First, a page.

Naturopathic Management of Atrial Fibrillation
Martin Milner, ND
The management of atrial fibrillation requires a multi-factorial approach. To begin, the patient’s blood must be optimally thinned to avoid significant comorbidities, such as pulmonary embolism, stroke and myocardial infarct. In addition, the patient’s ventricular response rate must be slowed to 80-100bpm, and the rhythm converted to a normal sinus rhythm to avoid atrial cardiomyopathy and congestive heart failure.
NDs are well armed to accomplish both of these goals in atrial fibrillation patients.
When a patient is in atrial fibrillation for greater than 48 hours, his or her risk of stroke greatly increases, and it becomes necessary to thin their blood. Many patients with atrial fibrillation will consult with NDs to avoid, decrease or discontinue warfarin. This can be accomplished over time, but must be carefully managed. The patient’s warfarin dose should be automatically reduced after weekly international normalized ratios (INRs) as naturopathic protocols gradually take over the role of thinning the blood and preventing clot formation. Patients should be followed as they are transitioned off of warfarin to optimize bleeding time (measured by placing a blood pressure cuff at 40mm/Hg with a standardized Surgicutt lancet to the forearm followed by timing the duration of clot formation) and fibrinogen levels (ideal target 250-300; see Table 1). Patients must be diligent and compliant with naturopathic treatments during this process to ensure proper blood viscosity.
Fish oil consistently has been shown to increase fibrinolytic activity and decrease blood viscosity, and is often the first agent we will employ to reduce clot risk (al-Awadhi and Dunn, 2000). It is important to ensure that the prescribed fish oil has been tested for rancidity, levels of DHA and EPA, and heavy metals as the environmental burden increases. We begin dosing at 2g TID with meals for 100-lb individuals and increase by 3g daily for every 100lbs. This starting dose is reassessed with monthly bleeding times and fibrinogen levels (see Table 1). If the target is not reached, the dose is increased to a maximum of 6g TID. This dose is maintained on an ongoing basis. If dose elevations have not significantly altered target ranges, the dose will be lowered to 2g TID with meals, and nattokinase or other blood thinning agents will be added to the protocol.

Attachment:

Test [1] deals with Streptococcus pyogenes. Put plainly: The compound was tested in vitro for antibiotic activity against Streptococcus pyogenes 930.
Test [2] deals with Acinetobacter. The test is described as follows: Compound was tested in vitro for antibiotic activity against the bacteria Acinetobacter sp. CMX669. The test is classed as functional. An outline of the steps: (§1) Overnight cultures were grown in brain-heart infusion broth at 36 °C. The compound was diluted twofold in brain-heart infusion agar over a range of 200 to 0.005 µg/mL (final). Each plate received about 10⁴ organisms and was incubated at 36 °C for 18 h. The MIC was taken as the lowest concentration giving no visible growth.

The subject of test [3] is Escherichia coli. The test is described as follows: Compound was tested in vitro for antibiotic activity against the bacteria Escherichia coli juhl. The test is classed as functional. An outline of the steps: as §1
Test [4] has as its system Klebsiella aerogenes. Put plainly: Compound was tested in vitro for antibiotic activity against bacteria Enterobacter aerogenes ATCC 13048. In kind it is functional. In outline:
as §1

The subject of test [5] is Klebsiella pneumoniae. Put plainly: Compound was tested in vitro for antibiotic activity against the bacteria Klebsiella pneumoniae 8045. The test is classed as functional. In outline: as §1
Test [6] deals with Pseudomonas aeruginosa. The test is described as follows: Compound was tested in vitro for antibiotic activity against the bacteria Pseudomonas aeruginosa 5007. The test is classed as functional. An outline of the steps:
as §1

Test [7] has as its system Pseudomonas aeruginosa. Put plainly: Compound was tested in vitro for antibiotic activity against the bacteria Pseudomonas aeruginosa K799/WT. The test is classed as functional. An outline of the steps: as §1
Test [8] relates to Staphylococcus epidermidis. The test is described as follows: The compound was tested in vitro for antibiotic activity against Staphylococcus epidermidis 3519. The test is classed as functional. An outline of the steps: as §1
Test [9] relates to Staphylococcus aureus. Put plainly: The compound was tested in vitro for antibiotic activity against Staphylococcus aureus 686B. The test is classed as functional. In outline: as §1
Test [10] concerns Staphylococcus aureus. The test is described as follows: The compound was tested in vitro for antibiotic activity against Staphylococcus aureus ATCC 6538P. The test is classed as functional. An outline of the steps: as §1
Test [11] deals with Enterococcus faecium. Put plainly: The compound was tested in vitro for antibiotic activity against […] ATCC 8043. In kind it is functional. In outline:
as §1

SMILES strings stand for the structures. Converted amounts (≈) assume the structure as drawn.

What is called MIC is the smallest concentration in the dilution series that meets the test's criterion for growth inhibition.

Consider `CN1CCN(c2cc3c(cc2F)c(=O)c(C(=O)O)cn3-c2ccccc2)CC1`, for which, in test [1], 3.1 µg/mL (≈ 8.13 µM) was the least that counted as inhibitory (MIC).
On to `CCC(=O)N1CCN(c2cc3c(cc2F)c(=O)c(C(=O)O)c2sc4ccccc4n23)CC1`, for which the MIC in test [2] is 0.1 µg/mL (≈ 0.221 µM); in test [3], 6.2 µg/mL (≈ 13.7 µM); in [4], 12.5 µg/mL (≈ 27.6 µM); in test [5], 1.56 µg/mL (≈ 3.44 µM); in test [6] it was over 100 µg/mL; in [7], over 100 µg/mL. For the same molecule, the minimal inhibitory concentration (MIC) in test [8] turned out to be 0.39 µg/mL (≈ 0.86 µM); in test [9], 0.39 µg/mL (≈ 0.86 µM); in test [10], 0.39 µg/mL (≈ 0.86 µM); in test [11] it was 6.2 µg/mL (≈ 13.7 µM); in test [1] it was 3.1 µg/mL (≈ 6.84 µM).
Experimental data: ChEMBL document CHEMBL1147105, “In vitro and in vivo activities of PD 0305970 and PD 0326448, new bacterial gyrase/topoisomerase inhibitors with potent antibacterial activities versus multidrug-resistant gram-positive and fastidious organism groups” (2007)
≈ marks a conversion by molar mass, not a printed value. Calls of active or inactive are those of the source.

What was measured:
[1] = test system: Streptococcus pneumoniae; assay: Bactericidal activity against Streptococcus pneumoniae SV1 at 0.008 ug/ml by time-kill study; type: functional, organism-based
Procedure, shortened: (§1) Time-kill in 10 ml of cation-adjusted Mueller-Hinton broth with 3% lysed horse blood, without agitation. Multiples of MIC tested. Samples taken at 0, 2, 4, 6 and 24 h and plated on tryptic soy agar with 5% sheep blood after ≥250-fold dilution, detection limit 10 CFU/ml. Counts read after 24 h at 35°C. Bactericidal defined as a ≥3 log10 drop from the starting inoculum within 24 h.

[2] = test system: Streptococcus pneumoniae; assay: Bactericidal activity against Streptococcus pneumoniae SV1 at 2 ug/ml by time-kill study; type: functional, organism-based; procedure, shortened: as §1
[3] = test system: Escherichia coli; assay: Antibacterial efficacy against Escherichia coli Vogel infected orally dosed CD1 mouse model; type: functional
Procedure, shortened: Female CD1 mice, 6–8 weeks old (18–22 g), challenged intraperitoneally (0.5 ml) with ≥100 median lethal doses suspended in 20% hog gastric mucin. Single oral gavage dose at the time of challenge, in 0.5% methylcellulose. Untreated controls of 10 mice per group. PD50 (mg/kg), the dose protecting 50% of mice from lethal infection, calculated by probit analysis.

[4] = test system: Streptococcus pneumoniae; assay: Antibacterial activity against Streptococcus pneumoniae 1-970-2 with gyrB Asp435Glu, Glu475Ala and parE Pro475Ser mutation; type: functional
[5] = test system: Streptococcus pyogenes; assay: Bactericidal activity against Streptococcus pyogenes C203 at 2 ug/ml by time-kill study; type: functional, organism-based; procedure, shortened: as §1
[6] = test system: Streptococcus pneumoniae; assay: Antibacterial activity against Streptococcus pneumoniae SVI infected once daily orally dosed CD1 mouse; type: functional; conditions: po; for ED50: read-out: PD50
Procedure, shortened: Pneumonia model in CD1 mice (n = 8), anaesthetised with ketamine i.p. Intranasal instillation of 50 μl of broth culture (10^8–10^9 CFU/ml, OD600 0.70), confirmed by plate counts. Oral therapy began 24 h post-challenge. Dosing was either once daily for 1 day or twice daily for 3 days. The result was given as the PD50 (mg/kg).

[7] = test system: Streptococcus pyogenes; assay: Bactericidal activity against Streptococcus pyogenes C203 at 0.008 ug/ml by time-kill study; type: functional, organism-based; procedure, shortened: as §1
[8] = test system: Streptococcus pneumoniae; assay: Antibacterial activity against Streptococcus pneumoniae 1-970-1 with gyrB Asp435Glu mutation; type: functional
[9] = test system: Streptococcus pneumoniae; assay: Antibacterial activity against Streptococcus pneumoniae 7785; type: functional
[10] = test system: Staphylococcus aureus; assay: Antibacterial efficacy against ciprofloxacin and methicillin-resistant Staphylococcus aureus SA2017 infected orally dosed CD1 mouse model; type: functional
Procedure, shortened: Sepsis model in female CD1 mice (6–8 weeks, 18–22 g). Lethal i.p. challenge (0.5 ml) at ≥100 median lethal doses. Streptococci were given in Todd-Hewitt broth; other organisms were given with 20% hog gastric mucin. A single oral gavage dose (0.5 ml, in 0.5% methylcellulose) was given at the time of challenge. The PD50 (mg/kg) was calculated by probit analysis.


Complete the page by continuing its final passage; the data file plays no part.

Nattokinase is a fibrinolytic enzyme derived from natto, a constituent of fermented vegetable products common in Japan. Many in vitro and in vivo studies have consistently demonstrated the potent pro-fibrinolytic effect of the enzyme, and researchers are now demonstrating that nattokinase has significant power to decrease both RBC aggregation and blood viscosity (Pais et al., 2006; Sumi et al., 1987). When prescribing nattokinase, be aware that there is a broad range of quality in the fibrinolytic activity, measured in fibrinolytic units (FU), and some products may contain vitamin K, which should be avoided. A soft gel in an oil base is well absorbed and more effective in reaching target lab levels than the dry capsule.
The starting protocol begins with 1 soft gel (with 2000FU) twice daily on an empty stomach an hour away from meals for a 100lb individual. We will increase this dose based on body weight 2-4 BID until targeted blood levels of bleeding time and fibrinogen levels are achieved after 30 days of medication. Remember, these patients are already taking 6-12g or more EFAs, and we are adding nattokinase to further inhibit their chronic coagulation mechanisms.
Many other nutraceuticals can affect platelet aggregation as well as blood viscosity, and can be used therapeutically in atrial fibrillation in combination with or independently of nattokinase. Note that fish oil or other stable forms of omega-3s should always be used in the treatment of atrial fibrillation. All supplements must be taken regularly, daily and consistently. With consistency, one can easily monitor the effect of these other nutrients on warfarin clotting times and INR as well as platelet aggregation bleeding times and fibrin stranding with fibrinogen levels. Many conventional warfarin labs provide a list of nutraceuticals considered to be direct contraindications simply because they may interact with warfarin and may require lowering of the necessary dose of warfarin. Ginkgo biloba, Allium sativa, Allium cepa, Panax ginseng, Capsicum species, Angelica sinensis, Curcuma longa, Vitis vinifera, Leonurus cardiaca, Astragalus membranosus and Zingiber officinalis can be used to help prevent clot formation.
Bromelain may be dosed in lieu of nattokinase at fairly high doses. Start at 1g TID up to 3g TID away from food. A bromelain product should be selected with at least 3,200mcu/g (milk clotting units, a measure of bromelain activity).